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Visting Fellows 2019-20

Jeffrey Binder

I am currently working on a book about the intellectual history of algorithms from the mid-1500s to around 1900. By examing the differing ways in which people have conceptualized algorithm-like processes over the centuries, my book shows that computation as we know it depends on social categories that emerged in the nineteenth century. During the Enlightenment, algorithms were a politically loaded topic; radicals sought to replace the “errors” of the past with mathematical rationality, while conservatives viewed such methods as tyrannical impositions of arbitrary rules on human thought. The Romantic turn around 1800, I argue, provided a new definition of culture in which these two conflicting positions could get along: the technical aspects of mathematical systems could be scientifically designed, whereas the “cultural factors” involved in making them meaningful to people could be enabled to develop organically. This nineteenth-century compromise, I argue, set the terms on which algorithms continue to relate to meaning in the present day.

Georgia Ennis

A Voice for the Amazon: Media, Language, and Cultural Survivance in Napo, Ecuador is a book and multimedia archive that jointly explore the historical and contemporary development of a multiplatform, multilingual mediascape in the Ecuadorian Amazon. This mediascape implicates numerous media technologies (radio, television, film, and social media), historical and contemporary linguistic groups (such as Lowland and Highland Kichwa (Quichua), as well as Wao Tededo, Chicham, and Tukanoan), and local and transnational discourses about Indigenous languages, environmental knowledge, and territorial sovereignty. A Voice for the Amazon also includes a community-oriented digital archive, which collects the diverse media projects produced by and about the residents of the Ecuadorian Amazon, which makes academic research more accessible to the people with whom it was conducted.

Josh Shepperd

Josh Shepperd is an Assistant Professor at Catholic University and the Sound Fellow of the Library of Congress NRPB. He works on the history of emergent media industries, public humanities, sound studies, and the political economy of data and information. Josh is Director of the Library of Congress's Radio Preservation Task Force, a digital humanities consortium of 225 professors and 40 federal and public sector partnerships. His book Shadow of the New Deal: The Victory of Public Broadcasting is under contract in the University of Illinois Press History of Communication Series. It examines the institutional origins of public broadcasting and communications research in advocacy work conducted by the media reform movement. Josh is additionally under contract to co-author the official History of Public Broadcasting for the Corporation for Public Broadcasting and Current. His research has been supported by the Mellon Foundation, Rockefeller Archive, LBJ Presidential Library, Library of Congress, CLIR, NRPF, and NEH.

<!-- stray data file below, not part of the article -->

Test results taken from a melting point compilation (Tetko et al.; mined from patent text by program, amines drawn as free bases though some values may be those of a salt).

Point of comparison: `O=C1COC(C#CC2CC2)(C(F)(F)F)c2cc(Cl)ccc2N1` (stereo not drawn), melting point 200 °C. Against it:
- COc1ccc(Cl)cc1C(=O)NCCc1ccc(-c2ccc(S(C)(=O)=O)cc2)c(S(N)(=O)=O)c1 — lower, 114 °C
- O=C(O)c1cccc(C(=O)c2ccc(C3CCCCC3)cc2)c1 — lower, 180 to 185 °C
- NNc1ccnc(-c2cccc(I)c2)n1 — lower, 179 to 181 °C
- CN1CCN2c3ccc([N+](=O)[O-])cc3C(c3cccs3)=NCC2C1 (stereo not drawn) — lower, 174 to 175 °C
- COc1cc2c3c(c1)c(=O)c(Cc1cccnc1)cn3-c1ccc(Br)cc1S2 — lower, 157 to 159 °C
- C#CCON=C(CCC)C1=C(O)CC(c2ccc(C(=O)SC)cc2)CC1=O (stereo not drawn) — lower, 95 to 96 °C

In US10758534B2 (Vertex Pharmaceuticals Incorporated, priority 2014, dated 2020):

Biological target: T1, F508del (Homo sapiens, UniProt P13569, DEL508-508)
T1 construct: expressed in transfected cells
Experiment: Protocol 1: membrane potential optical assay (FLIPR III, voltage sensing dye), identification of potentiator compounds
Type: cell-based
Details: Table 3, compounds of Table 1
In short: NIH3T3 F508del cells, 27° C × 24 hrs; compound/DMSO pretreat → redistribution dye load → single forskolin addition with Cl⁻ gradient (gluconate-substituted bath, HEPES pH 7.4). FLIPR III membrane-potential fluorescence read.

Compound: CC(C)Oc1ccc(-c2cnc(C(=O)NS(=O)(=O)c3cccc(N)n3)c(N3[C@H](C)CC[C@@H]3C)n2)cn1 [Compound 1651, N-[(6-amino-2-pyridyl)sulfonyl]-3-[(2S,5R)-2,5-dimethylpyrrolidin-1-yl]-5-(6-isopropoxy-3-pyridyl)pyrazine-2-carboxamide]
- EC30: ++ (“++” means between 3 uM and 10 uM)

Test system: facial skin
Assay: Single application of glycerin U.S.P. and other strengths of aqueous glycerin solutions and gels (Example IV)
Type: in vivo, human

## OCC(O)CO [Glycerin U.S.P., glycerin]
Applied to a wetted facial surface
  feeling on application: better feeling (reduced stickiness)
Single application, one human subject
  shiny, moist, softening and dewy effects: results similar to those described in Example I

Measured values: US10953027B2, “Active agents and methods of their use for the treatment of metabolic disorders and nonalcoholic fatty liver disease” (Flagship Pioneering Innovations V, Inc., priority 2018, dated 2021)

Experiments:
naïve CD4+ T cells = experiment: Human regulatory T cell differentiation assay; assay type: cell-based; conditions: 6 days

Jennifer Shook

Jen Shook is a digital and performance dramaturg whose research and practice live at the intersection of literature, performance, media and digital humanities, Indigenous and critical race and gender studies, and commemoration. Her book project Unending Trails: The Making of Oklahoma-as-Indian-Territory in Performance, Print, and Digital Culture follows ritual and virtual reenactments and memorial performances in and out of the transcultural space of Indian Territory, connecting politics and policy with the print public sphere as well as to plays, poetry, and multimedia performances that borrow and revise early archives. In addition, she’s developing Instead of Redface, a digital resource amplifying contemporary Indigenous playwrights. More at 

Christopher Willoughby

In my book project Masters of Health: Racial Science and Slavery in American Medical Schools (under advance contract with the University of North Carolina Press), I relate the untold history of how teaching racial differences and the abuse of enslaved people’s bodies became standard practices in U.S. medical education. Through an analysis of schools across the United States before the Civil War, my project argues that white, male students were indoctrinated to imagine African descended patients as suited for hard labor in the tropics, immune to the worst illnesses of slavery, and anatomically distinct from whites. This story also unfolded on a global scale, with students comparing non-white bodies from around the world in service of a global system of white supremacy. Masters of Health also relates select stories of those objectified by medical educators, like an enslaved rebel from Bahia, Brazil whose skulls ended up in Harvard’s anatomy museum.